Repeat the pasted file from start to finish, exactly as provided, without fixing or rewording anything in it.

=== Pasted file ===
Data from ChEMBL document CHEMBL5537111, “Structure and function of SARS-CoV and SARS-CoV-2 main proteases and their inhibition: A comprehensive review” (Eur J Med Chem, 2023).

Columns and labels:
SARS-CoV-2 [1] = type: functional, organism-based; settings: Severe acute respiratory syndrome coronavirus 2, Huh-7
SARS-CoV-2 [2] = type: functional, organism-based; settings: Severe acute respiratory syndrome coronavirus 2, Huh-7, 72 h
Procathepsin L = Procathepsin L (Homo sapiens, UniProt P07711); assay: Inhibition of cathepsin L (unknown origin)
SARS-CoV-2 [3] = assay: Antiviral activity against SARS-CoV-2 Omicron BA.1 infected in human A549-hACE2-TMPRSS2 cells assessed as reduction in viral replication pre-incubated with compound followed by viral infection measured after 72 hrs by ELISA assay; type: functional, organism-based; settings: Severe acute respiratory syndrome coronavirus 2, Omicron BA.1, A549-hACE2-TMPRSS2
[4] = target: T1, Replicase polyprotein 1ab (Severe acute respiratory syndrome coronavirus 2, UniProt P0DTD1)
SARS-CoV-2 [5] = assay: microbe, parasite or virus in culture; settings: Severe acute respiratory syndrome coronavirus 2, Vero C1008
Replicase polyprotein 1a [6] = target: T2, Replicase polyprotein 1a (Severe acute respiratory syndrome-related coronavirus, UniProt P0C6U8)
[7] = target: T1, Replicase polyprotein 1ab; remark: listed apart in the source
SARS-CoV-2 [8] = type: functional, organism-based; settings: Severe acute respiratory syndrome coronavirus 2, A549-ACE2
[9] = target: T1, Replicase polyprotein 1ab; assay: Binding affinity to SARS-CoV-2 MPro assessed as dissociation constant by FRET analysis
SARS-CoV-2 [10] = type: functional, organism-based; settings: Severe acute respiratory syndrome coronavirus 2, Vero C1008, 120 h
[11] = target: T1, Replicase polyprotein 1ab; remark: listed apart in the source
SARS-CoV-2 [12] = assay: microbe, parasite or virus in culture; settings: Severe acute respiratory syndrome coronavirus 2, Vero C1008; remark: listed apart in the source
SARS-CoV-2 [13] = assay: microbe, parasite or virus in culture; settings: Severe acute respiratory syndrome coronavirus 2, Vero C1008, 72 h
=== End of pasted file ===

Data from ChEMBL document CHEMBL5537111, “Structure and function of SARS-CoV and SARS-CoV-2 main proteases and their inhibition: A comprehensive review” (Eur J Med Chem, 2023).

Columns and labels:
SARS-CoV-2 [1] = type: functional, organism-based; settings: Severe acute respiratory syndrome coronavirus 2, Huh-7
SARS-CoV-2 [2] = type: functional, organism-based; settings: Severe acute respiratory syndrome coronavirus 2, Huh-7, 72 h
Procathepsin L = Procathepsin L (Homo sapiens, UniProt P07711); assay: Inhibition of cathepsin L (unknown origin)
SARS-CoV-2 [3] = assay: Antiviral activity against SARS-CoV-2 Omicron BA.1 infected in human A549-hACE2-TMPRSS2 cells assessed as reduction in viral replication pre-incubated with compound followed by viral infection measured after 72 hrs by ELISA assay; type: functional, organism-based; settings: Severe acute respiratory syndrome coronavirus 2, Omicron BA.1, A549-hACE2-TMPRSS2
[4] = target: T1, Replicase polyprotein 1ab (Severe acute respiratory syndrome coronavirus 2, UniProt P0DTD1)
SARS-CoV-2 [5] = assay: microbe, parasite or virus in culture; settings: Severe acute respiratory syndrome coronavirus 2, Vero C1008
Replicase polyprotein 1a [6] = target: T2, Replicase polyprotein 1a (Severe acute respiratory syndrome-related coronavirus, UniProt P0C6U8)
[7] = target: T1, Replicase polyprotein 1ab; remark: listed apart in the source
SARS-CoV-2 [8] = type: functional, organism-based; settings: Severe acute respiratory syndrome coronavirus 2, A549-ACE2
[9] = target: T1, Replicase polyprotein 1ab; assay: Binding affinity to SARS-CoV-2 MPro assessed as dissociation constant by FRET analysis
SARS-CoV-2 [10] = type: functional, organism-based; settings: Severe acute respiratory syndrome coronavirus 2, Vero C1008, 120 h
[11] = target: T1, Replicase polyprotein 1ab; remark: listed apart in the source
SARS-CoV-2 [12] = assay: microbe, parasite or virus in culture; settings: Severe acute respiratory syndrome coronavirus 2, Vero C1008; remark: listed apart in the source
SARS-CoV-2 [13] = assay: microbe, parasite or virus in culture; settings: Severe acute respiratory syndrome coronavirus 2, Vero C1008, 72 h